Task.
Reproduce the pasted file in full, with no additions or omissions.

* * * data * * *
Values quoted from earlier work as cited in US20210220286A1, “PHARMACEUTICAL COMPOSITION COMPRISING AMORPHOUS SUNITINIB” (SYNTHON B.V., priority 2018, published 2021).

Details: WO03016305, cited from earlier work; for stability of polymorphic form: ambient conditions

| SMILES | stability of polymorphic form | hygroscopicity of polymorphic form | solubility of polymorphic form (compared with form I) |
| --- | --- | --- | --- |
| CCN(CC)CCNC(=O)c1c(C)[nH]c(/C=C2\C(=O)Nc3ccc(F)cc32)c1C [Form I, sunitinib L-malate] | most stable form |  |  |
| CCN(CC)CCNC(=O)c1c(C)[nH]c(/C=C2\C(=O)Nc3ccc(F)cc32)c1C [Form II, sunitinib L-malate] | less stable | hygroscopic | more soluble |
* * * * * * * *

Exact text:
Values quoted from earlier work as cited in US20210220286A1, “PHARMACEUTICAL COMPOSITION COMPRISING AMORPHOUS SUNITINIB” (SYNTHON B.V., priority 2018, published 2021).

Details: WO03016305, cited from earlier work; for stability of polymorphic form: ambient conditions

| SMILES | stability of polymorphic form | hygroscopicity of polymorphic form | solubility of polymorphic form (compared with form I) |
| --- | --- | --- | --- |
| CCN(CC)CCNC(=O)c1c(C)[nH]c(/C=C2\C(=O)Nc3ccc(F)cc32)c1C [Form I, sunitinib L-malate] | most stable form |  |  |
| CCN(CC)CCNC(=O)c1c(C)[nH]c(/C=C2\C(=O)Nc3ccc(F)cc32)c1C [Form II, sunitinib L-malate] | less stable | hygroscopic | more soluble |